In this opinion piece, Creamer Media Senior Deputy Editor Martin Zhuwakinyu writes about some of the big events that took place across the continent this year.
This year has been quite eventful for Africa, and some of the occurrences that came to pass were captured on this page over the past 50-odd weeks. In this last edition for 2019, I take you down memory lane, highlighting some of the noteworthy events.
Perhaps one of the major African news stories of 2019 was the increasing incidence and severity of extreme weather events. In Southern Africa, Malawi, Mozambique and Zimbabwe – which are among the poorest countries in the region – were buffeted by tropical cyclones in March and April that left in their wake massive destruction of infrastructure and loss of life and limb on a not insignificant scale.
These weather events were further proof that climate change is not an old wives’ tale – it is real. The tragedy, in the words of one sage, is that it is the poorer countries – as well as the poorest of the poor in the affected countries – that will bear the brunt of this intensifying phenomenon, thus perpetuating some kind of climate apartheid.
I also reflected on the scourge of State capture, highlighting that a few African leaders had sold their souls to the devil à la former President Jacob Zuma, who apparently allowed the infamous Gupta brothers to plunder State resources in return for a pretty penny for himself and those around him. As previously pointed out, Zuma’s Togolese counterpart was also captured by a fellow named Gupta, whose roots can be traced to India, just like the Guptas who washed up in Mzansi.
It was also during the course of this year that calls for African leaders and policymakers to pay greater attention to a projected increase in hunger increased in stridency. As I pointed out in one of my pieces, this is partially attributable to Africa’s old farmers, aged 60 on average, failing to convince their children to take over from them when they call it a day, which should be in the next five to ten years. Alarmingly, the prevalence of undernourishment, a reliable proxy for hunger, increased from 19.2% in 2015 to 19.9% in 2018.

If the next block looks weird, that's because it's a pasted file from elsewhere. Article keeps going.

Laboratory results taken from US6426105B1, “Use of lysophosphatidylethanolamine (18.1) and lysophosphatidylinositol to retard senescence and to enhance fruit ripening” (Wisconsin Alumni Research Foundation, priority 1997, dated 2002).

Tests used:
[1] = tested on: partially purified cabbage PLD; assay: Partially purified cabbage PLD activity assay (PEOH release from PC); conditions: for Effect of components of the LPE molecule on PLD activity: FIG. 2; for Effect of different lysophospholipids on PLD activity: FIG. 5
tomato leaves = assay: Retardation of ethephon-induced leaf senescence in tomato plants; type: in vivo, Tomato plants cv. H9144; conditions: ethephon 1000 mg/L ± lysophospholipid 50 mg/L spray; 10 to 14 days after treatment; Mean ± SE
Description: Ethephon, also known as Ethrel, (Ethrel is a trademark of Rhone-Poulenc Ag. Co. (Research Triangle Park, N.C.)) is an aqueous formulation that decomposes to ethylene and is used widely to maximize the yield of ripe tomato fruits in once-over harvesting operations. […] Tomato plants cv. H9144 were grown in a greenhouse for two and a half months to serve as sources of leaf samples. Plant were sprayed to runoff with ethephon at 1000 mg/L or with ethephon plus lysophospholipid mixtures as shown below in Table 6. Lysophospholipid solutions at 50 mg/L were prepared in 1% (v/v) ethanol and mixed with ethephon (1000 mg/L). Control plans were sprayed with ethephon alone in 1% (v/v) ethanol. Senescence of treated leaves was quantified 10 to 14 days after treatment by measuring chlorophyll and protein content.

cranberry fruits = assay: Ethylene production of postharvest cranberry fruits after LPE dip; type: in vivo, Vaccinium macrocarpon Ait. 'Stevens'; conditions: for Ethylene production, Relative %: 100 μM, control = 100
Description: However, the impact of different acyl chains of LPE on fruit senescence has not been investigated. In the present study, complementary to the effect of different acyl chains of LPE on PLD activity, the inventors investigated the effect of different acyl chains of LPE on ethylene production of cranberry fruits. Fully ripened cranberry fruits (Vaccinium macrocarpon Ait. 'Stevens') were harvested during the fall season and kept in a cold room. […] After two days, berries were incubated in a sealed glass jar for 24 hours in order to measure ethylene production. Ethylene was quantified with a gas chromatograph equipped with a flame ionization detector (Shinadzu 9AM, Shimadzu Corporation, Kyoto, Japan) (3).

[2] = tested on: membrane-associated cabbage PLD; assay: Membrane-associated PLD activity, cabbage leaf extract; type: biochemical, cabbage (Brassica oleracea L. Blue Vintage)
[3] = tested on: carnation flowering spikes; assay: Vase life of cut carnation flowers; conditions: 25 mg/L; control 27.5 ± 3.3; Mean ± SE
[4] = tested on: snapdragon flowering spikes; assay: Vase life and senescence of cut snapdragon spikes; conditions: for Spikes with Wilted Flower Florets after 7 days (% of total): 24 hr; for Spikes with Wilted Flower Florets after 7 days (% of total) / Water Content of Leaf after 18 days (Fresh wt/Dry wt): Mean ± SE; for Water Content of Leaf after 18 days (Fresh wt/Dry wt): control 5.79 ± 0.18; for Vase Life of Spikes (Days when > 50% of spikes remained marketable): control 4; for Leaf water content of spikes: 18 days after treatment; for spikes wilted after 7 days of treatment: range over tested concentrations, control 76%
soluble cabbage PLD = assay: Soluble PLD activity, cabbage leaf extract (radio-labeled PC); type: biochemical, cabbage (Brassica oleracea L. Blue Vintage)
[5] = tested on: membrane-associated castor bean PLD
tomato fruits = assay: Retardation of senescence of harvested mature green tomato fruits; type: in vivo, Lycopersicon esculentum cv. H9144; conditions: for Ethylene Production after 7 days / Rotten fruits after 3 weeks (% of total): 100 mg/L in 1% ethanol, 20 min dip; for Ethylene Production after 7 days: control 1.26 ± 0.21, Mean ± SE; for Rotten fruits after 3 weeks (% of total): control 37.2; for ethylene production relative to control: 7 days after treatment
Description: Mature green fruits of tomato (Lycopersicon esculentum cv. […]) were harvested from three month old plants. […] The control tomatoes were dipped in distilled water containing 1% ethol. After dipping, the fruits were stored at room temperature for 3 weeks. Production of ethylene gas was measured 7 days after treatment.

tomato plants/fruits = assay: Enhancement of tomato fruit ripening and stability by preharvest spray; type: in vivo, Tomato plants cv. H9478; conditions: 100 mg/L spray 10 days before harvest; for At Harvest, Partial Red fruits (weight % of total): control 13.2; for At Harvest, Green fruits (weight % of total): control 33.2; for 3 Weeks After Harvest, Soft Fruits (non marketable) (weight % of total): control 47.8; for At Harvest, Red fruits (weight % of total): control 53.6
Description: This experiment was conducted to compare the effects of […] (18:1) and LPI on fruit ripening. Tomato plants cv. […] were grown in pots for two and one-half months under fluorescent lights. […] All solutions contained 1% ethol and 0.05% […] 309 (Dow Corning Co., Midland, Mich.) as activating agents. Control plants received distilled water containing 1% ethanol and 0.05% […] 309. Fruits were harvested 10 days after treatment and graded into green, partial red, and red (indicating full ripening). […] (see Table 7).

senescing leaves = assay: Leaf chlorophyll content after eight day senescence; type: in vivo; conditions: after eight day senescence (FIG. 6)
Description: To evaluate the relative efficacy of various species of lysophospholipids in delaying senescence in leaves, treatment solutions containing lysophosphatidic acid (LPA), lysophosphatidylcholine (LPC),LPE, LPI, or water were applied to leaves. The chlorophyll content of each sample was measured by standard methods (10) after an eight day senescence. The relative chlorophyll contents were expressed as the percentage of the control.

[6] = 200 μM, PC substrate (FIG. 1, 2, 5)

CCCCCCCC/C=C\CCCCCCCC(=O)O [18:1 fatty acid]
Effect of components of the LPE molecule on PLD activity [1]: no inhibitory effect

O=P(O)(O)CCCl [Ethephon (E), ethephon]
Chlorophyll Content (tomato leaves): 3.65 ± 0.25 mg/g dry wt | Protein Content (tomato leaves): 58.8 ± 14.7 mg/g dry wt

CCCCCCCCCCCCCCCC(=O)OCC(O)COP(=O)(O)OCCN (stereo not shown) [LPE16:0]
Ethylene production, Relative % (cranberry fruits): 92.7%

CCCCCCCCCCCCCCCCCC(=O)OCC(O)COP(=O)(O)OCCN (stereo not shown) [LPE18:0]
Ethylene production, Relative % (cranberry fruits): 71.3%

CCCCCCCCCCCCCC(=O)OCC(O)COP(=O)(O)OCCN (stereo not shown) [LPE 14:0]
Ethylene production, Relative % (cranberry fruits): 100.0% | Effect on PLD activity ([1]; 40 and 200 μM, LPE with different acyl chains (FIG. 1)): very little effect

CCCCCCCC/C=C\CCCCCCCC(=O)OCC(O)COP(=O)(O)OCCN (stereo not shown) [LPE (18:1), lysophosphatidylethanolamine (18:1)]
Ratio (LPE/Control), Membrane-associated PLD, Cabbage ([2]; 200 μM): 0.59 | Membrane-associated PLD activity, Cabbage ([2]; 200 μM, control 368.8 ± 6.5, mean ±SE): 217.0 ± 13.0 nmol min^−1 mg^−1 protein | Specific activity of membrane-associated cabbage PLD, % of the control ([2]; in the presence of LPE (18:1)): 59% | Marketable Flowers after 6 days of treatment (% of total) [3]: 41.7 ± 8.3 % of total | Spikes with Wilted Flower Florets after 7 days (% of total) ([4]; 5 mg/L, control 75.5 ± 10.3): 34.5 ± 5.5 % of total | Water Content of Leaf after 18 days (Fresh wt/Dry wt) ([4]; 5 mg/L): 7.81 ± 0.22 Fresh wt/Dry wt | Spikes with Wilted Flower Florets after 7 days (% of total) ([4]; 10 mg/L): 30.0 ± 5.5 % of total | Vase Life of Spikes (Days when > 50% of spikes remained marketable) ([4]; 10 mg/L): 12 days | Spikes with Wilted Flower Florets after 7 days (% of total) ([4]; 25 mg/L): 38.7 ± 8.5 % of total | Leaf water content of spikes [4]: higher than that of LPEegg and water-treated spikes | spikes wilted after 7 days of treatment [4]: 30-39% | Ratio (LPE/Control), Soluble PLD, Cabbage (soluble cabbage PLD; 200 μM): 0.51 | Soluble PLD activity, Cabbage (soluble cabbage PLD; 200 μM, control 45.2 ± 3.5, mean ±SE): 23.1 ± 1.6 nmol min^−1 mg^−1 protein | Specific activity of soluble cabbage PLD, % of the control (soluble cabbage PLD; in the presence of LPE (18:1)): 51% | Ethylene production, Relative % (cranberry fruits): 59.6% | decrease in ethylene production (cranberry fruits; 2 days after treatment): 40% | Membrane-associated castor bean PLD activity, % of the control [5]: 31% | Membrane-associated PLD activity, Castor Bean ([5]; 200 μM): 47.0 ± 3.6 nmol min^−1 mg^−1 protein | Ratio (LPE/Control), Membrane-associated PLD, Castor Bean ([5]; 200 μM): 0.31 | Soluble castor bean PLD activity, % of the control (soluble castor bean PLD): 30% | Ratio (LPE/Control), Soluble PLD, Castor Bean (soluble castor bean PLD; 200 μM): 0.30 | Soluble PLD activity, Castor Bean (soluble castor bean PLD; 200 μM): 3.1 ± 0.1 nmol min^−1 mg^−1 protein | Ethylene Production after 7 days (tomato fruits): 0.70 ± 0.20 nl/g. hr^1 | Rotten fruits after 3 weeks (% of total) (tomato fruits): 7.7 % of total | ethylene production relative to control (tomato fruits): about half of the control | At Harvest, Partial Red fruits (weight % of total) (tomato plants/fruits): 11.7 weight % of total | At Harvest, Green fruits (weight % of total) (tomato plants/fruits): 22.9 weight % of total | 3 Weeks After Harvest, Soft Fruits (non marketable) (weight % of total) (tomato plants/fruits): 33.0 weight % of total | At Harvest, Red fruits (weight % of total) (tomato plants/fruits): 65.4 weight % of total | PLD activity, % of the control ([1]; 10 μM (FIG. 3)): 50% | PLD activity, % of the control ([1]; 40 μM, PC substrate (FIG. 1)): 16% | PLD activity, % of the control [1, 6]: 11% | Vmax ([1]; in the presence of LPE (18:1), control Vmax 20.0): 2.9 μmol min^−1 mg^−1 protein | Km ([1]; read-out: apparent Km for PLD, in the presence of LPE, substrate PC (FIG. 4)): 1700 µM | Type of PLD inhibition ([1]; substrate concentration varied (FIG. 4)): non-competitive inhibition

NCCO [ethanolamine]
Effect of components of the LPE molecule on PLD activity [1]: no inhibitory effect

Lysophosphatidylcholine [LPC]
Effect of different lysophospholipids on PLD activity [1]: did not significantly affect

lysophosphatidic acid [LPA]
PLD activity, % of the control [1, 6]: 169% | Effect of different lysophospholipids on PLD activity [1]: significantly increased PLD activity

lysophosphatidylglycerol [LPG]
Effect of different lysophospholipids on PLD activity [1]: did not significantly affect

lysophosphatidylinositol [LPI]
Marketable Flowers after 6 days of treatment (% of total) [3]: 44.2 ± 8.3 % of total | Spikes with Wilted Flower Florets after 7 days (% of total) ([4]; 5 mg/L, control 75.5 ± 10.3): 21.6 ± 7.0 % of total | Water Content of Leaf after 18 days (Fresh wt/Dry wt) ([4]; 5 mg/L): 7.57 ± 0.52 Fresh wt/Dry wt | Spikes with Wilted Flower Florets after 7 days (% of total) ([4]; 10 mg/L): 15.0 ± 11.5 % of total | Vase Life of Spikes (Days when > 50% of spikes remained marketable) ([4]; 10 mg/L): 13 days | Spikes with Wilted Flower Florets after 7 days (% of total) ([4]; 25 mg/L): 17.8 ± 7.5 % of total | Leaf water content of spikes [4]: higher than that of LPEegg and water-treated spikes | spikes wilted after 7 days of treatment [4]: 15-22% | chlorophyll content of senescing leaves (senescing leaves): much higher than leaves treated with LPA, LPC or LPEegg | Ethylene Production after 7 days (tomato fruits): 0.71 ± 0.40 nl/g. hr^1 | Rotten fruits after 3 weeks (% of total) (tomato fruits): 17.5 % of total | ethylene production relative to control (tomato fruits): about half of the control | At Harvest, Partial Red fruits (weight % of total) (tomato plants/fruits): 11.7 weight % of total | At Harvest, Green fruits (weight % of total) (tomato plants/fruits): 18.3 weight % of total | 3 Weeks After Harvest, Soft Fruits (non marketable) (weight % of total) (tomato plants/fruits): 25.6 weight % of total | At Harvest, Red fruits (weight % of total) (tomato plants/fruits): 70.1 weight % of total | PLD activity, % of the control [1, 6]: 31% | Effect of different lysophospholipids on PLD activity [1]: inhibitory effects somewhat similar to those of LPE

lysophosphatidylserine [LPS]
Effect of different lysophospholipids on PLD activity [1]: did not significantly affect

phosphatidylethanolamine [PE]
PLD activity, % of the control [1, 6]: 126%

Meanwhile, tempers rose a few degrees in September when violence targeted at African migrants flared up in parts of Gauteng. The backlash was quite swift, with enraged youngsters in Nigeria forcing the temporary closure of South African-owned businesses. Zambian youth resorted to similar action, while the country’s football association cancelled a scheduled match with Bafana Bafana. After initially agreeing to step in as a replacement, the Madagascans too decided to avoid our boys like the plague. This is the last thing the continent wants at a time when efforts are being made to fully implement the African Continental Free Trade Agreement. I must say I laud President Cyril Ramaphosa’s efforts to mend bridges with the rest of the continent in the aftermath of the xenophobic disturbances.
Other unpalatable events I featured included Boris Johnson taking over as UK Prime Minister. The man is patronising and downright racist. He does not have any qualms about referring to black people as “flag-waving picaninnies”. As I opined back in June, I do not see him being an ally of Africa at all.
I also could not ignore the return of hyperinflation in Zimbabwe, which first reared its head in 2008, when Robert Mugabe was in charge. Now the old liberator-turned- oppressor is gone, having breathed his last in September.
In more recent columns, I lamented the high cost of data, which is locking many Africans outside the digital economy.
It was not all doom and gloom, however. Success stories included the ascendancy of Abiy Ahmed in Ethiopia. He has been a breath of fresh air on a continent where leadership excellence is rare. Those who select the recipients of the yearly Ibrahim Prize for Achievement in African Leadership can attest to this. They could not find any recently retired leader worthy of the accolade in 2009, 2010, 2012, 2015, 2016 and 2018. Abiy was named the recipient of the Felix Houphouet-Boigny Peace Prize in May, just over a year after assuming office, and went on to land the Nobel Peace Prize.
I wish you all a merry Christmas and a 2020 full of the good Lord’s blessings.